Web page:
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Validation of transpulmonary thermodilution variables in hemodynamically stable patients with heart diseases


Hilty, Matthias Peter; Franzen, Daniel Peter; Wyss, Christophe; Biaggi, Patric; Maggiorini, Marco (2017). Validation of transpulmonary thermodilution variables in hemodynamically stable patients with heart diseases. Annals of Intensive Care, 7(1):86.

Abstract

BACKGROUND Transpulmonary thermodilution is recommended in the treatment of critically ill patients presenting with complex shock. However, so far it has not been validated in hemodynamically stable patients with heart disease. METHODS We assessed the validity of cardiac output, global end-diastolic volume index (GEDVI), an established marker of preload thought to reflect the volume of all four heart chambers, global ejection fraction (GEF) and cardiac function index (CFI) as variables of cardiac function, and extravascular lung water index (EVLWI) as indicator of pulmonary edema in 29 patients undergoing elective left and right heart catheterization including left ventricular angiography with stable coronary heart disease and normal cardiac function (controls, n = 11), moderate-to-severe aortic valve stenosis (AS, n = 10), or dilated cardiomyopathy (DCM, n = 8). RESULTS Cardiac output was similar in controls, AS, and DCM, with good correlation between transpulmonary thermodilution and pulmonary artery catheter using the Fick method (r = 0.69, p < 0.0001). Left ventricular end-diastolic volume was normal in controls and AS, but significantly higher in DCM (104 ± 37 vs 135 ± 63 vs 234 ± 24 ml, p < 0.01). GEDVI did not differentiate between patients with normal and patients with enlarged left ventricular end-diastolic volume (848 ± 128 vs 882 ± 213 ml m-2, p = 0.60). No difference in GEF and CFI was found between patients with normal and patients with reduced left ventricular ejection fraction. Patients with AS but not DCM had higher EVLWI than controls (9 ± 2 vs 12 ± 4 vs 11 ± 3 ml kg-1, p = 0.04), while there was only a trend in pulmonary artery occlusion pressure (8 ± 3 vs 10 ± 5 vs 14 ± 7 mmHg, p = 0.05). CONCLUSIONS Cardiac output measurement by transpulmonary thermodilution is unaffected by differences in ventricular size and outflow obstruction. However, GEDVI did not identify markedly enlarged left ventricular end-diastolic volumes, and neither GEF nor CFI reflected the increased heart chamber volumes and markedly impaired left ventricular function in patients with DCM. In contrast, EVLWI is probably a sensitive marker of subclinical pulmonary edema particularly in patients with elevated left-ventricular-filling pressure irrespective of differences in left ventricular function.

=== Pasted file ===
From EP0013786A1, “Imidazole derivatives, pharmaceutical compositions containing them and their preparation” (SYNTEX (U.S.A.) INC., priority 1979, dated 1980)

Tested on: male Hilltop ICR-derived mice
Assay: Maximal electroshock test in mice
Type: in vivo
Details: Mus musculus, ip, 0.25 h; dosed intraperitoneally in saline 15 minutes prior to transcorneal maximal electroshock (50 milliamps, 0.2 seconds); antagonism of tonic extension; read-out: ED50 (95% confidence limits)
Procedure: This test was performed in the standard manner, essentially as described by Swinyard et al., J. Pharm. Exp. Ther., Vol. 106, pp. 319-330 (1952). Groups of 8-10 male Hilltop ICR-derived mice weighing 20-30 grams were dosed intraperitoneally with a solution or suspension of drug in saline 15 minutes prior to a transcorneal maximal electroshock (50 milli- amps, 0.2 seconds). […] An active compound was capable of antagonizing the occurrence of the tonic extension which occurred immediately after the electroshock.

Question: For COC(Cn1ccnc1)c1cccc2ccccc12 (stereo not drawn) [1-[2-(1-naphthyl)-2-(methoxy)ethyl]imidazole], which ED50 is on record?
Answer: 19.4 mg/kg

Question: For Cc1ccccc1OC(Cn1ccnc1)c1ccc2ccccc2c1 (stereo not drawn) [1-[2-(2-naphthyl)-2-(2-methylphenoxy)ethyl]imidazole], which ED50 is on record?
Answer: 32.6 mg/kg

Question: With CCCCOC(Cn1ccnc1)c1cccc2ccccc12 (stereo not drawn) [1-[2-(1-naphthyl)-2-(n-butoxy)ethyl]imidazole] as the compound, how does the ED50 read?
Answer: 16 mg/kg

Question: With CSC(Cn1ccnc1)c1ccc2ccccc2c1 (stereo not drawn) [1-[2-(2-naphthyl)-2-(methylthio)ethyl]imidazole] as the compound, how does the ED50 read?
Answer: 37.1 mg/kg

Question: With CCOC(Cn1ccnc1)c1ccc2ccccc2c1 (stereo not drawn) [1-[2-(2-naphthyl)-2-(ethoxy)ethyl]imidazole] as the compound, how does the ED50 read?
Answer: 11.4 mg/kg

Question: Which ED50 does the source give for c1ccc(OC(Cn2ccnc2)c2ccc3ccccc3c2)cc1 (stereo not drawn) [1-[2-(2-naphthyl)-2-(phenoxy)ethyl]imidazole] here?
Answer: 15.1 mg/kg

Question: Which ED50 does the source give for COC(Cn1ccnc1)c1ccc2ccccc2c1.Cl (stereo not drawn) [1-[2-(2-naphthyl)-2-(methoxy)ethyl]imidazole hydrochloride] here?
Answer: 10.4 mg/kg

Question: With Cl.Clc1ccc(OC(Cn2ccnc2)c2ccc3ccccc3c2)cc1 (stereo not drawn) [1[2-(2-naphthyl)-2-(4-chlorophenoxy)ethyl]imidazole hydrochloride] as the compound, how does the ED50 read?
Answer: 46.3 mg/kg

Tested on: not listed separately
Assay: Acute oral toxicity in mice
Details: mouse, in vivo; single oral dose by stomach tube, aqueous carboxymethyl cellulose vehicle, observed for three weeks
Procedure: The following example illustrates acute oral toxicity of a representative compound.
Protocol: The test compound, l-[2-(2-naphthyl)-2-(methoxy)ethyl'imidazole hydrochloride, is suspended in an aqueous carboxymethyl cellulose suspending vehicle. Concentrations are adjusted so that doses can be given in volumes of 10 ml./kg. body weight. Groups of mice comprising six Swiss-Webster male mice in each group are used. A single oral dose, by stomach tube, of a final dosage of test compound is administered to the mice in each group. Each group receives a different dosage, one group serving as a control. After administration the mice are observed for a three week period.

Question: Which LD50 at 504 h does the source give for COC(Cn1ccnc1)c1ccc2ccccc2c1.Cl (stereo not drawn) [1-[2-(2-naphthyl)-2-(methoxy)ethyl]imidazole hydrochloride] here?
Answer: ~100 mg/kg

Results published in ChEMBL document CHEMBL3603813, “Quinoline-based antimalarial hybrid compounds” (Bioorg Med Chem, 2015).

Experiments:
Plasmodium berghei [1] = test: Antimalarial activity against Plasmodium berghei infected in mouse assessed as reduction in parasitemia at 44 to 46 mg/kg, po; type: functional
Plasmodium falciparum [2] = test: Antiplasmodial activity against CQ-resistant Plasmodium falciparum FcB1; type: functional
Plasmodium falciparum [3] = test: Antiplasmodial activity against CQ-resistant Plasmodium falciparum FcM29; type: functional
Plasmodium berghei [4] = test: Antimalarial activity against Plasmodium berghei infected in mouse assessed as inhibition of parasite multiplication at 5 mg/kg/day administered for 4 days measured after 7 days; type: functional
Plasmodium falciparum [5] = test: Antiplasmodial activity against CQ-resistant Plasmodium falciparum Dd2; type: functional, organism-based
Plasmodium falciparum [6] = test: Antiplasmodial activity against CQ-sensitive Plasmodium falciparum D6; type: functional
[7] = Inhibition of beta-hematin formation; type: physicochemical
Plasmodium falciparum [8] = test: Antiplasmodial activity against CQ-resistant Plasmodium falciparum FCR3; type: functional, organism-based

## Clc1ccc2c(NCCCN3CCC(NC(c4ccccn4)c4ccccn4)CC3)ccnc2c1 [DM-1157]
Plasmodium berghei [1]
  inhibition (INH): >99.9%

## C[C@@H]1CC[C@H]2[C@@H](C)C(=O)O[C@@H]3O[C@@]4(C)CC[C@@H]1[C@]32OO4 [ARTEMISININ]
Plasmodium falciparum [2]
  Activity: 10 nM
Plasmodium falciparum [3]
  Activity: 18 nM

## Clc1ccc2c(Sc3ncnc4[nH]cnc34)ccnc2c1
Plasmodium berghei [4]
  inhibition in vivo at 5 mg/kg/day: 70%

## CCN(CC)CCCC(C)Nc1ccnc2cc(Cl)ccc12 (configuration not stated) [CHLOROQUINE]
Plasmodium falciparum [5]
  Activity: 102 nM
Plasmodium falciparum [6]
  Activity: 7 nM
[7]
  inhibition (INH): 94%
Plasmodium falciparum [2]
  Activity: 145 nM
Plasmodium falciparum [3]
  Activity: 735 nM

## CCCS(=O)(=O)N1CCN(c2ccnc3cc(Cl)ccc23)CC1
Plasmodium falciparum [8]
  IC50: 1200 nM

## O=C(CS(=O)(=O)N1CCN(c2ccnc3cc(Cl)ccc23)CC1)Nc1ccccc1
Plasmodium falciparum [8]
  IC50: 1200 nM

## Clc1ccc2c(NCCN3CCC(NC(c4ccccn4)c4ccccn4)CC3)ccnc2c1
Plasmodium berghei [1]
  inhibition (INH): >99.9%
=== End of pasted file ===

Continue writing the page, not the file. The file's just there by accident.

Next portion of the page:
Abstract

BACKGROUND Transpulmonary thermodilution is recommended in the treatment of critically ill patients presenting with complex shock. However, so far it has not been validated in hemodynamically stable patients with heart disease. METHODS We assessed the validity of cardiac output, global end-diastolic volume index (GEDVI), an established marker of preload thought to reflect the volume of all four heart chambers, global ejection fraction (GEF) and cardiac function index (CFI) as variables of cardiac function, and extravascular lung water index (EVLWI) as indicator of pulmonary edema in 29 patients undergoing elective left and right heart catheterization including left ventricular angiography with stable coronary heart disease and normal cardiac function (controls, n = 11), moderate-to-severe aortic valve stenosis (AS, n = 10), or dilated cardiomyopathy (DCM, n = 8). RESULTS Cardiac output was similar in controls, AS, and DCM, with good correlation between transpulmonary thermodilution and pulmonary artery catheter using the Fick method (r = 0.69, p < 0.0001). Left ventricular end-diastolic volume was normal in controls and AS, but significantly higher in DCM (104 ± 37 vs 135 ± 63 vs 234 ± 24 ml, p < 0.01). GEDVI did not differentiate between patients with normal and patients with enlarged left ventricular end-diastolic volume (848 ± 128 vs 882 ± 213 ml m-2, p = 0.60). No difference in GEF and CFI was found between patients with normal and patients with reduced left ventricular ejection fraction. Patients with AS but not DCM had higher EVLWI than controls (9 ± 2 vs 12 ± 4 vs 11 ± 3 ml kg-1, p = 0.04), while there was only a trend in pulmonary artery occlusion pressure (8 ± 3 vs 10 ± 5 vs 14 ± 7 mmHg, p = 0.05). CONCLUSIONS Cardiac output measurement by transpulmonary thermodilution is unaffected by differences in ventricular size and outflow obstruction. However, GEDVI did not identify markedly enlarged left ventricular end-diastolic volumes, and neither GEF nor CFI reflected the increased heart chamber volumes and markedly impaired left ventricular function in patients with DCM. In contrast, EVLWI is probably a sensitive marker of subclinical pulmonary edema particularly in patients with elevated left-ventricular-filling pressure irrespective of differences in left ventricular function.

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Item Type:Journal Article, refereed, original work
Communities & Collections:04 Faculty of Medicine > University Hospital Zurich > Institute of Intensive Care Medicine
04 Faculty of Medicine > University Hospital Zurich > Clinic for Pneumology
Dewey Decimal Classification:610 Medicine & health
Language:English
Date:22 August 2017
Deposited On:12 Jan 2018 11:25
Last Modified:19 Feb 2018 10:21
Publisher:SpringerOpen
ISSN:2110-5820
OA Status:Gold
Free access at:PubMed ID. An embargo period may apply.
Publisher DOI:https://doi.org/10.1186/s13613-017-0307-0
PubMed ID:28831765

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